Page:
Supreme Court justices show doubts during crucial hearing on Trump ballot ban

Washington DC - The US Supreme Court took stage in the 2024 White House race on Thursday as it heard arguments on whether Donald Trump should be barred from running again for president.

The Supreme Court heard arguments on Thursday regarding whether Donald Trump should be barred from running again for president.
The Supreme Court heard arguments on Thursday regarding whether Donald Trump should be barred from running again for president.  © Roberto SCHMIDT / AFP

The nation's highest court will rule on arguably the most consequential election law case since it halted the Florida vote recount in 2000 with Republican George W. Bush narrowly leading Democrat Al Gore.

The question before the nine justices is whether Trump is ineligible to appear on the Republican presidential primary ballot in Colorado because he engaged in an insurrection – the January 6, 2021, assault on the Capitol by his supporters.

Section 3 of the 14th Amendment bars anyone from holding federal elected office if they engaged in "insurrection or rebellion" after once pledging to support and defend the Constitution.

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Trump appealed to the Supreme Court to throw out the Colorado ruling and similar bids in other states to keep him off the ballot, and in a hearing that lasted for over two hours, there were already signs that he might succeed.

The ex-president's attorney, Jonathan Mitchell, attacked the issue from multiple angles. First, he argued that Section 3 does not specifically include the presidency among the public offices; it bans insurrectionists from before moving on to deny that Trump ever engaged in insurrection and contesting Colorado's authority to invoke the clause in the first place.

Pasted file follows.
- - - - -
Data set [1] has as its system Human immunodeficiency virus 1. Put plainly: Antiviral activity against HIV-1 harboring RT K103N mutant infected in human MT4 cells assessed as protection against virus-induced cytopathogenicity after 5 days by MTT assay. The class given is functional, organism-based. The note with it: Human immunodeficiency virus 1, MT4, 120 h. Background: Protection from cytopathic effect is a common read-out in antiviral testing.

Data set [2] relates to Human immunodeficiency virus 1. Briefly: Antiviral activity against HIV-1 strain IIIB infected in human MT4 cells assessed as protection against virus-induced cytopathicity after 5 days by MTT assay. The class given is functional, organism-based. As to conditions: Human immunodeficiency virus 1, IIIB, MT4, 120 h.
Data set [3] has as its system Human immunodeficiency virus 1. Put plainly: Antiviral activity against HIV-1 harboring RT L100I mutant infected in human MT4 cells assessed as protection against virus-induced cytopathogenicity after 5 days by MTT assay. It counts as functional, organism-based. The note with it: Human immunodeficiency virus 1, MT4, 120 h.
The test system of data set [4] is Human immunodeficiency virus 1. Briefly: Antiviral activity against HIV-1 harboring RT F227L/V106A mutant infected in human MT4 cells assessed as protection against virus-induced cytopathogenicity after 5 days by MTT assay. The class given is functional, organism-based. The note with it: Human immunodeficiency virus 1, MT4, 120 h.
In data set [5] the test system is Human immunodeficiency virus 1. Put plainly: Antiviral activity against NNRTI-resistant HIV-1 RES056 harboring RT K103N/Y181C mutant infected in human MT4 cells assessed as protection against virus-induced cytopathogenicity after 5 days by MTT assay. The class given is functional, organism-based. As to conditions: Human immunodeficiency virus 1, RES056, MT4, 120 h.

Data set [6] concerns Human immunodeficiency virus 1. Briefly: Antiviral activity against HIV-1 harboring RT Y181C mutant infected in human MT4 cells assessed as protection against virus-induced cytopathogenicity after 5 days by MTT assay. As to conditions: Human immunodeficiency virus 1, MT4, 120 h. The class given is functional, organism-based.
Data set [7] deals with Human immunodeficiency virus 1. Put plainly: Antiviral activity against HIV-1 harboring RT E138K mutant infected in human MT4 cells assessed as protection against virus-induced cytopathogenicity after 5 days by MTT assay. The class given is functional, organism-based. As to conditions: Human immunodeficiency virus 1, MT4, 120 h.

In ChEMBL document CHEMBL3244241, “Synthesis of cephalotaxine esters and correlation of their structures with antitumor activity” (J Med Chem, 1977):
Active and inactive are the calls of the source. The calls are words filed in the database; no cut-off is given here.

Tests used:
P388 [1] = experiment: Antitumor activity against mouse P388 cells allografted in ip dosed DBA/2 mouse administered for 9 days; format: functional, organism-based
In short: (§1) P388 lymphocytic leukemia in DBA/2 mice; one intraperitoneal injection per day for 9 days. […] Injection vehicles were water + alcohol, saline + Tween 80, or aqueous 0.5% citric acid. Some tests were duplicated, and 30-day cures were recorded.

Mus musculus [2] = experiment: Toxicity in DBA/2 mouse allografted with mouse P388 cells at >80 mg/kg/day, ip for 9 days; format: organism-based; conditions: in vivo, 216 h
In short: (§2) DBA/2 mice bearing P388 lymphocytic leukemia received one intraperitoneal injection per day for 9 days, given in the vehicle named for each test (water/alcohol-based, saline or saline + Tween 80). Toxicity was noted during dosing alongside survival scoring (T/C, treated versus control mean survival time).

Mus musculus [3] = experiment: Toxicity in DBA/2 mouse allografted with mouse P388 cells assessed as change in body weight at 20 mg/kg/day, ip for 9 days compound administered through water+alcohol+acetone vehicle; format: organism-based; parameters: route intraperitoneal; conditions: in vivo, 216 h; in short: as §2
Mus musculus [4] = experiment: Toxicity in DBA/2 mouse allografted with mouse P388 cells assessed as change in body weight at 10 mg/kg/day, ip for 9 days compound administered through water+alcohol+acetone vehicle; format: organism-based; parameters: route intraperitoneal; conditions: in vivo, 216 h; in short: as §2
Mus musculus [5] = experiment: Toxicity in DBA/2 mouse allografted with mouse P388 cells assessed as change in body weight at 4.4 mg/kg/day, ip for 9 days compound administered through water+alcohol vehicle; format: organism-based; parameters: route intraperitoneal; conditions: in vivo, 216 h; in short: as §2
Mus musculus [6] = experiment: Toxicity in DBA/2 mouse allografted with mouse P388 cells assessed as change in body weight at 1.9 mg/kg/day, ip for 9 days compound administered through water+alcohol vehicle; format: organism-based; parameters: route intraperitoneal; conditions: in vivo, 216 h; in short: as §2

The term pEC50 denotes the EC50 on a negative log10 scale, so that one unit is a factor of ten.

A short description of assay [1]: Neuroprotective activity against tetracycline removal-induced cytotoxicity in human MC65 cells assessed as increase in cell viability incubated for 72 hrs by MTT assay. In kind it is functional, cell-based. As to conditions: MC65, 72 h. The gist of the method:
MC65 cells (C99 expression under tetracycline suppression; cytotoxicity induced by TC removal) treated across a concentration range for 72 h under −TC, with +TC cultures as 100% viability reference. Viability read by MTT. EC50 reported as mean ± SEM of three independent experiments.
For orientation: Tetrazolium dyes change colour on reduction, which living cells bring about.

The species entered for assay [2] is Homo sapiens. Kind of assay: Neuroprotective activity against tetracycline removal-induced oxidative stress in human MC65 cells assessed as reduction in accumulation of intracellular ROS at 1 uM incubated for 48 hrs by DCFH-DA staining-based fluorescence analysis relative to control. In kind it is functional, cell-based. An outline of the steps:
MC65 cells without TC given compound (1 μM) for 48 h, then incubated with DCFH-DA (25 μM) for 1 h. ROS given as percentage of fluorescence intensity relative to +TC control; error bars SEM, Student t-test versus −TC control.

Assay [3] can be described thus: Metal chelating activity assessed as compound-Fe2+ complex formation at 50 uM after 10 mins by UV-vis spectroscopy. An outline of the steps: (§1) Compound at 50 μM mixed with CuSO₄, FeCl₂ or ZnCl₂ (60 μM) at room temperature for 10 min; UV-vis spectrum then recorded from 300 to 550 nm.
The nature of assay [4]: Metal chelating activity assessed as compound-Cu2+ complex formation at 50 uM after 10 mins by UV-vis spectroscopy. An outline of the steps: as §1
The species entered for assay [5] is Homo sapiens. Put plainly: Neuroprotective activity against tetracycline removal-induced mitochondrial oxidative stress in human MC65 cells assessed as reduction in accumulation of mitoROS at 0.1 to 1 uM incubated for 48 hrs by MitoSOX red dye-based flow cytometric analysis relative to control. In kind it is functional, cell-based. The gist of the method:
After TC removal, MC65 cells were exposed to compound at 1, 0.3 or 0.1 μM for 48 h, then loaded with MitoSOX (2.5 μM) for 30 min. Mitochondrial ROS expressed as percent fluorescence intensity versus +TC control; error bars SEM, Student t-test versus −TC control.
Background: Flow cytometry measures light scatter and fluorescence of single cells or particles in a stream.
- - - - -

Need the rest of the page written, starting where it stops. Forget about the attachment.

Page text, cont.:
That particular line of reasoning seemed to make the biggest impression on the justices, who seemed eager to stay focused on procedural matters rather than the facts of January 6.

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Donald Trump was previously barred from primary ballots in Colorado due to his role in the January 6 insurrection.
Donald Trump was previously barred from primary ballots in Colorado due to his role in the January 6 insurrection.  © TIMOTHY A. CLARY / AFP

On the other hand, lawyers representing Colorado's secretary of state and the group of voters who brought the case against Trump insisted that the Republican did engage in insurrection and that ruling against the ballot ban would amount to creating an exception for him.

When asked by Chief Justice John Roberts whether applying the 14th Amendment would open the door to partisan ballot bans in every state, attorney Jason Murray responded that the Capitol attack was exceptional.

"There is a reason Section 3 has been dormant for 150 years, and it's because we haven't seen anything like January 6 since Reconstruction," he said.

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"Insurrection against the constitution is something extraordinary."

However, even liberal justices like Elena Kagan expressed some skepticism towards the case and the notion that any single state should be allowed to decide who runs for president.

With the fate of the 2024 presidential election - and a potential rematch between Trump and Joe Biden - hanging in the balance, the Supreme Court will be under significant pressure to issue a ruling as soon as possible.

Cover photo: Roberto SCHMIDT / AFP

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